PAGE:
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1.0.0-beta.22 • Public • Published

OpenLaw Elements

Dynamically render React form components from an OpenLaw template.

⚠️ Production-ready status

Currently, OpenLaw is making use of this library in our internal projects, but our aim is to make it as easy to use as possible for others. While the library can be used today (and will likely work as-is), we kindly ask that you help us by reporting any bugs - and do ask us any questions - if you decide to use it.

We appreciate your patience as we make improvements in our forthcoming releases.


npm install --save openlaw-elements@beta


The example below shows usage in a bundled app (e.g. using Webpack), or create-react-app.

import React from 'react';
import ReactDOM from 'react-dom';
import { APIClient, Openlaw } from 'openlaw';
import OpenLawForm from 'openlaw-elements';
// our optional base styles - feel free to use them!
import 'openlaw-elements/dist/openlaw-elements.min.css';
// OpenLaw APIClient:
//  - used to fetch geo data in our `Address` field type
//  - to run against your own private OpenLaw instance: 'https://[YOUR.INSTANCE.URL]';
const apiClient = new APIClient('');
// we strongly recommend using environment variables, not hard-coded strings
const { compiledTemplate } = Openlaw.compileTemplate('**Name**: [[First Name]] [[Last Name]]');
const { executionResult, errorMessage } = Openlaw.execute(compiledTemplate, {}, {});
const variables = Openlaw.getExecutedVariables(executionResult, {});
// typically the parameters object will be updated in state via 
// an `onChangeFunction` handler (or in a state manager like Redux
// or MobX) throughout the lifetime of the app
const parameters = {};
// helpful for logging in development, or throwing exceptions at runtime
if (errorMessage) {
  console.error('Openlaw Execution Error:', errorMessage);
const onChange = (key, value) => console.log('KEY:', key, 'VALUE:', value);
const App = () => (
ReactDOM.render(<App />, document.getElementById('your-id-here'));

Using our default styles

Our component comes with a separate file of base styles which you can include in your app JS (via an import) or HTML. If you decide to import the styles into your JS, be sure to add a way to import CSS into your bundle. As an example, using Webpack's css-loader + style-loader. If you are using create-react-app this is already done for you.

Including the styles

Via JavaScript import:

import 'openlaw-elements/dist/openlaw-elements.min.css';

If you'd like to load the styles via an HTML file, you can copy the path (or file):

  <!-- or your path -->

Overriding our styles

If you want to leave out our styles, that's completely OK. We've set up our components with simple classnames so you can target what you need to, easily. Just add your own stylesheet and take a look at what classes and elements you can style. We find the simplest way to prototype can be using browser developer tools.

Optional Parameters

In addition to the required parameters, we offer support for additional parameters that will give you more flexibility to apply styles and render custom form sections. You can check out our OpenLaw Elements docs for more details.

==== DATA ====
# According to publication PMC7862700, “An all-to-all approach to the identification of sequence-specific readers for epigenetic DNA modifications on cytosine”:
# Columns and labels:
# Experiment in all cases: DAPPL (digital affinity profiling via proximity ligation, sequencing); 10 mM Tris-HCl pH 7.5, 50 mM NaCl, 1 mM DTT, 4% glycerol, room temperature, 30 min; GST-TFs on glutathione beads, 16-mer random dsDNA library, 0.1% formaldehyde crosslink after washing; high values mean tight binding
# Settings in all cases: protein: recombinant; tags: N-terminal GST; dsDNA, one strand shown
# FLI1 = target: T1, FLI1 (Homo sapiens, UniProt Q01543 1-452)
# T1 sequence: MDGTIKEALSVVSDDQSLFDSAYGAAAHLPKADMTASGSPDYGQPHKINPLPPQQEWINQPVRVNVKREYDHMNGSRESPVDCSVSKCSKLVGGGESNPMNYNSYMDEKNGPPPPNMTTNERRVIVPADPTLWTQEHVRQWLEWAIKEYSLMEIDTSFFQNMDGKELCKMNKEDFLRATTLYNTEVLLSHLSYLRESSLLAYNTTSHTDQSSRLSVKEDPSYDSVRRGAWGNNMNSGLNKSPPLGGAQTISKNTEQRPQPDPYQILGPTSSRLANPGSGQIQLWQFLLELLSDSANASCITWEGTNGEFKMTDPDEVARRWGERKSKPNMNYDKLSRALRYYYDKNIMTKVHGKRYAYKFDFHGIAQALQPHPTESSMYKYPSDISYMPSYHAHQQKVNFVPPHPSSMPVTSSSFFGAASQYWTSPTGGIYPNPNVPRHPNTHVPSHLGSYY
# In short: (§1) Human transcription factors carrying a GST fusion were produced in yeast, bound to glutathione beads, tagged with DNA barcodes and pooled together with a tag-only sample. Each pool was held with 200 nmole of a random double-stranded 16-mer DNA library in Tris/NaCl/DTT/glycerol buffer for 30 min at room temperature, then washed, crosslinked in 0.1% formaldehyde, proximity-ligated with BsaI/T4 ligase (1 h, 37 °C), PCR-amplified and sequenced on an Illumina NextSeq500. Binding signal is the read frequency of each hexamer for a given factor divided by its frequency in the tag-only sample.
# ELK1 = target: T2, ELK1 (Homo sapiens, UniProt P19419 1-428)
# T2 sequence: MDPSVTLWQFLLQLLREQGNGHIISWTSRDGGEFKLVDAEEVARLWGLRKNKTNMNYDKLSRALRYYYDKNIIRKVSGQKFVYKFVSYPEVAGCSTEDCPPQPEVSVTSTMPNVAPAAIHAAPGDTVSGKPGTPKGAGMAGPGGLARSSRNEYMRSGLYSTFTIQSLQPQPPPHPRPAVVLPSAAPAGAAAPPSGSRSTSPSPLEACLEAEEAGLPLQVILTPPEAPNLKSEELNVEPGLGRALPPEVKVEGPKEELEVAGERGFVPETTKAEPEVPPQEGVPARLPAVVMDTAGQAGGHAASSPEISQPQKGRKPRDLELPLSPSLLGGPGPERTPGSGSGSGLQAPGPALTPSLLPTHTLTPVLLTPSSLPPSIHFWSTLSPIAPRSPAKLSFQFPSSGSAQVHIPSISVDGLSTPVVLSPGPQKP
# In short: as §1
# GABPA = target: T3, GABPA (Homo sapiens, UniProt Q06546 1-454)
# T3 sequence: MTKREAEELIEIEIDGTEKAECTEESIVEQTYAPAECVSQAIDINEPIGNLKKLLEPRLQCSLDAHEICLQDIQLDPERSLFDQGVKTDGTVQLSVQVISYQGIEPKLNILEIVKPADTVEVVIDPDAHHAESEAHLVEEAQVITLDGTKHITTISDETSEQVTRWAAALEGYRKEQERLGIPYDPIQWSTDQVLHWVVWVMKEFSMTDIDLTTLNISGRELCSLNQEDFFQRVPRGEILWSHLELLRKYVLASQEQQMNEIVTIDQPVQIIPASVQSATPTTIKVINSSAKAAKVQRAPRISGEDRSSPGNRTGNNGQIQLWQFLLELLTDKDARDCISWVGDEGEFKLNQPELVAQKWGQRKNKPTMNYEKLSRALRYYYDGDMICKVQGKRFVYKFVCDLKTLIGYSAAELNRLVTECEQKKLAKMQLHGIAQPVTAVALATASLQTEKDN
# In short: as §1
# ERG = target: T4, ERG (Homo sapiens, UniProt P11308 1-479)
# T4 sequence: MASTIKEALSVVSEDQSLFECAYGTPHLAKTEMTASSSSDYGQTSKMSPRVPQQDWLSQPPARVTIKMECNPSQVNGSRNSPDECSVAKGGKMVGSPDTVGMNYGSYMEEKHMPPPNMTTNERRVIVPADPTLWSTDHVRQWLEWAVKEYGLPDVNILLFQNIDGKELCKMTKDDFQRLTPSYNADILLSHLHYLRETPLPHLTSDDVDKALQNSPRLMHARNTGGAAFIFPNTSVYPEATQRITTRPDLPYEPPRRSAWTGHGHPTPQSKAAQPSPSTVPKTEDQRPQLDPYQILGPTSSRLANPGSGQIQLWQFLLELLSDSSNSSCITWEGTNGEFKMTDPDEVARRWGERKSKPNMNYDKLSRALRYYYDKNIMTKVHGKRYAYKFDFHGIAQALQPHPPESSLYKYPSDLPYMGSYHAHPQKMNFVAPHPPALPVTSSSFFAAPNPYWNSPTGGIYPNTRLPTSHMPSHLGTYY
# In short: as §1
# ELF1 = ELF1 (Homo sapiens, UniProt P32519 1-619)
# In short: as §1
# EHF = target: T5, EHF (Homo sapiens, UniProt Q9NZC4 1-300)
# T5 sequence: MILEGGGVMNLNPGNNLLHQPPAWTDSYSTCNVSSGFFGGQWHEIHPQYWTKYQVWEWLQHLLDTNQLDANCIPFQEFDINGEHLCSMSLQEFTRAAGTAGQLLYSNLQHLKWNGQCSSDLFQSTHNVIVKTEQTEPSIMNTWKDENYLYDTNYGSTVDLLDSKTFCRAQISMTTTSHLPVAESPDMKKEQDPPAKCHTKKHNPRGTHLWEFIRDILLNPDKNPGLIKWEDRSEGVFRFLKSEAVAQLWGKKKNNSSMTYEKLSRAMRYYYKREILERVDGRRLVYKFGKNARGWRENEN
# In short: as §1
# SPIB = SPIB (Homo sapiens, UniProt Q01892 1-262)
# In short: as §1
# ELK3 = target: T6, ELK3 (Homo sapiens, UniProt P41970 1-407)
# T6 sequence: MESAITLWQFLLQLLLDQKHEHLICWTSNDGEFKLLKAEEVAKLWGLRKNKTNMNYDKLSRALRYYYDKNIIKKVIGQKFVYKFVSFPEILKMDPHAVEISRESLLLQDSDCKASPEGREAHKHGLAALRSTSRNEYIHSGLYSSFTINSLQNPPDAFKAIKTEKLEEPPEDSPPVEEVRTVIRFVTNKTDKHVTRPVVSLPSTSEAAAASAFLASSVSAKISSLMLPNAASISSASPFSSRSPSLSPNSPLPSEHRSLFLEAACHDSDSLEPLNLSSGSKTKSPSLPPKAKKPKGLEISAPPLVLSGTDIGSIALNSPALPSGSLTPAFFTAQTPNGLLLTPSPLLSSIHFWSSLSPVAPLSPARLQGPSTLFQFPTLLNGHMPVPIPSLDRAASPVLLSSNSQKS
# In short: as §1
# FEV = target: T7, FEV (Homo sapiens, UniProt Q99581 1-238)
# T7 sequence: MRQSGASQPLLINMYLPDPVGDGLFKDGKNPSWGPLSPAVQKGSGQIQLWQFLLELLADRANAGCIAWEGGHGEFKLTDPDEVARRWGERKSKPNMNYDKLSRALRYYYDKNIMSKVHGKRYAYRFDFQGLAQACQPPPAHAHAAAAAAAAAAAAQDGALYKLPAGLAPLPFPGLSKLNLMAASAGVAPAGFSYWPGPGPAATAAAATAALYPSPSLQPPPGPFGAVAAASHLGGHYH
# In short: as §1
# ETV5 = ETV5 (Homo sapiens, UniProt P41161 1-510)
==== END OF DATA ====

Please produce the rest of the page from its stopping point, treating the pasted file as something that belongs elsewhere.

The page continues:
OpenLaw dependency

As OpenLaw Elements depends on the openlaw package, we recommend always using the latest version.

Running the example app

Authenticating to the APIClient

If you would like to use our Address or input type, please authenticate by sending your OpenLaw login details to the npm start command: OPENLAW_PASSWORD=password npm start

NOTE: If you do not provide credentials the app will still run, but you will not be able to:

  • Select an Address lookup from the drop-down
  • See those values in the rendered preview HTML

About the app

The example app (openlaw-elements/example) can help you gain ideas and understanding to build your own OpenLaw app in JavaScript and React. In contrast to the example app, the "Usage" section above intentionally leaves out more complex behavior to simply illustrate the required dependencies in order to use <OpenLawForm /> correctly.

We use Webpack to bundle a small app that changes the app's state tree every time an edit is made to the rendered <OpenLawForm />. Additionally, each time you click the Preview button, it will generate a preview of what the final document will look like at the top of the webpage.


git clone
cd openlaw-elements
npm install
npm start

// Now you can visit http://localhost:3001 and see the app running.

Roadmap (subject to change)

  • User can override individual input components
  • Style classNames can be namespaced to your provided namespace key (e.g. my-app)
  • Style configuration prop to override certain element classes (e.g. { error: 'my-error-class' })
  • Address input type will be able to be used without the APIClient
  • Ability to choose input labels and/or placeholders. A current workaround is to hide them with your own CSS.


See information about contributing here.


Copyright 2019 Aaron Wright, David Roon, and ConsenSys AG.

Licensed under the Apache License, Version 2.0 (the "License"); you may not use this file except in compliance with the License. You may obtain a copy of the License at

Unless required by applicable law or agreed to in writing, software distributed under the License is distributed on an "AS IS" BASIS, WITHOUT WARRANTIES OR CONDITIONS OF ANY KIND, either express or implied. See the License for the specific language governing permissions and limitations under the License.


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